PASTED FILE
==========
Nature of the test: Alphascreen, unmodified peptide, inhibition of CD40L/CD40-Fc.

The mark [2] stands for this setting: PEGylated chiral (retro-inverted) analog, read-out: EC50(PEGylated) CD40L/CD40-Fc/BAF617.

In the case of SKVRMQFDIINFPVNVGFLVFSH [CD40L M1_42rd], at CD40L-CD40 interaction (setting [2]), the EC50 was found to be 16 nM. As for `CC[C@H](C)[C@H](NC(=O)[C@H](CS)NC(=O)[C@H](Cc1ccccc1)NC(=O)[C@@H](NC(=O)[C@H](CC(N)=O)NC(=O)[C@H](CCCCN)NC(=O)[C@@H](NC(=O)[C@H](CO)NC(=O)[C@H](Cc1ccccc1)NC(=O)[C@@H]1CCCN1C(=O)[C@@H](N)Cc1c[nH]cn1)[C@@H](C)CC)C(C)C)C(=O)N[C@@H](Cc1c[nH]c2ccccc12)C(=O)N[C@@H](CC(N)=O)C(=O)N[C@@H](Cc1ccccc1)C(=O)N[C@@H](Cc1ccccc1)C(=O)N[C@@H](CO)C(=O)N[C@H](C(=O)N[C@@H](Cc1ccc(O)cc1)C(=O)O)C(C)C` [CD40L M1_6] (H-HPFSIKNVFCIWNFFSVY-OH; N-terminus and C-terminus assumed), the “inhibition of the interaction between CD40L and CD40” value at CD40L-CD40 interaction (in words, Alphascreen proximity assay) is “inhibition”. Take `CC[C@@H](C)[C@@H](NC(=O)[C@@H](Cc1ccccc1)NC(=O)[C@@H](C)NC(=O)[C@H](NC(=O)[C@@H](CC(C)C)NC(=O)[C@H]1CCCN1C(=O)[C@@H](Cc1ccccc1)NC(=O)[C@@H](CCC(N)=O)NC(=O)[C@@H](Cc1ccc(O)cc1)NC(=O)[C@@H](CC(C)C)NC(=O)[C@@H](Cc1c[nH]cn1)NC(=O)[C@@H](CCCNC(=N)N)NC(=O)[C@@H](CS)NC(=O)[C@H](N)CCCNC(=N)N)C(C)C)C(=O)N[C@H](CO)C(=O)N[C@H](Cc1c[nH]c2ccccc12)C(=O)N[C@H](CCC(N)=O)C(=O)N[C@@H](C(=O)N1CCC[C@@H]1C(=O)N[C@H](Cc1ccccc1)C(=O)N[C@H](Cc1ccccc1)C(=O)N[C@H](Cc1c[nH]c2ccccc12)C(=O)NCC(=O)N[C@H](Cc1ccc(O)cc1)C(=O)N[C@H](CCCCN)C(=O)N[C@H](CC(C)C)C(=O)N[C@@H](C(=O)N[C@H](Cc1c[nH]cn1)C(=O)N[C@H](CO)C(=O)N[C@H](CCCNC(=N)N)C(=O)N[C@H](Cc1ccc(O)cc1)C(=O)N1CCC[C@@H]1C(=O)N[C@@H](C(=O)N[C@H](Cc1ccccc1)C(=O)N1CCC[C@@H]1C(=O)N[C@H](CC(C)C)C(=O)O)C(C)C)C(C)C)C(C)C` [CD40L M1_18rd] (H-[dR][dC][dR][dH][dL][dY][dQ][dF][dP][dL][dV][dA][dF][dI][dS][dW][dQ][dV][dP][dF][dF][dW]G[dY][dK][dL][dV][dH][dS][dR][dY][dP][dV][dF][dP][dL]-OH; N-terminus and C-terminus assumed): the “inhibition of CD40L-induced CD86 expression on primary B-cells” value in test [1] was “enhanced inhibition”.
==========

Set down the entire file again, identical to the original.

Nature of the test: Alphascreen, unmodified peptide, inhibition of CD40L/CD40-Fc.

The mark [2] stands for this setting: PEGylated chiral (retro-inverted) analog, read-out: EC50(PEGylated) CD40L/CD40-Fc/BAF617.

In the case of SKVRMQFDIINFPVNVGFLVFSH [CD40L M1_42rd], at CD40L-CD40 interaction (setting [2]), the EC50 was found to be 16 nM. As for `CC[C@H](C)[C@H](NC(=O)[C@H](CS)NC(=O)[C@H](Cc1ccccc1)NC(=O)[C@@H](NC(=O)[C@H](CC(N)=O)NC(=O)[C@H](CCCCN)NC(=O)[C@@H](NC(=O)[C@H](CO)NC(=O)[C@H](Cc1ccccc1)NC(=O)[C@@H]1CCCN1C(=O)[C@@H](N)Cc1c[nH]cn1)[C@@H](C)CC)C(C)C)C(=O)N[C@@H](Cc1c[nH]c2ccccc12)C(=O)N[C@@H](CC(N)=O)C(=O)N[C@@H](Cc1ccccc1)C(=O)N[C@@H](Cc1ccccc1)C(=O)N[C@@H](CO)C(=O)N[C@H](C(=O)N[C@@H](Cc1ccc(O)cc1)C(=O)O)C(C)C` [CD40L M1_6] (H-HPFSIKNVFCIWNFFSVY-OH; N-terminus and C-terminus assumed), the “inhibition of the interaction between CD40L and CD40” value at CD40L-CD40 interaction (in words, Alphascreen proximity assay) is “inhibition”. Take `CC[C@@H](C)[C@@H](NC(=O)[C@@H](Cc1ccccc1)NC(=O)[C@@H](C)NC(=O)[C@H](NC(=O)[C@@H](CC(C)C)NC(=O)[C@H]1CCCN1C(=O)[C@@H](Cc1ccccc1)NC(=O)[C@@H](CCC(N)=O)NC(=O)[C@@H](Cc1ccc(O)cc1)NC(=O)[C@@H](CC(C)C)NC(=O)[C@@H](Cc1c[nH]cn1)NC(=O)[C@@H](CCCNC(=N)N)NC(=O)[C@@H](CS)NC(=O)[C@H](N)CCCNC(=N)N)C(C)C)C(=O)N[C@H](CO)C(=O)N[C@H](Cc1c[nH]c2ccccc12)C(=O)N[C@H](CCC(N)=O)C(=O)N[C@@H](C(=O)N1CCC[C@@H]1C(=O)N[C@H](Cc1ccccc1)C(=O)N[C@H](Cc1ccccc1)C(=O)N[C@H](Cc1c[nH]c2ccccc12)C(=O)NCC(=O)N[C@H](Cc1ccc(O)cc1)C(=O)N[C@H](CCCCN)C(=O)N[C@H](CC(C)C)C(=O)N[C@@H](C(=O)N[C@H](Cc1c[nH]cn1)C(=O)N[C@H](CO)C(=O)N[C@H](CCCNC(=N)N)C(=O)N[C@H](Cc1ccc(O)cc1)C(=O)N1CCC[C@@H]1C(=O)N[C@@H](C(=O)N[C@H](Cc1ccccc1)C(=O)N1CCC[C@@H]1C(=O)N[C@H](CC(C)C)C(=O)O)C(C)C)C(C)C)C(C)C` [CD40L M1_18rd] (H-[dR][dC][dR][dH][dL][dY][dQ][dF][dP][dL][dV][dA][dF][dI][dS][dW][dQ][dV][dP][dF][dF][dW]G[dY][dK][dL][dV][dH][dS][dR][dY][dP][dV][dF][dP][dL]-OH; N-terminus and C-terminus assumed): the “inhibition of CD40L-induced CD86 expression on primary B-cells” value in test [1] was “enhanced inhibition”.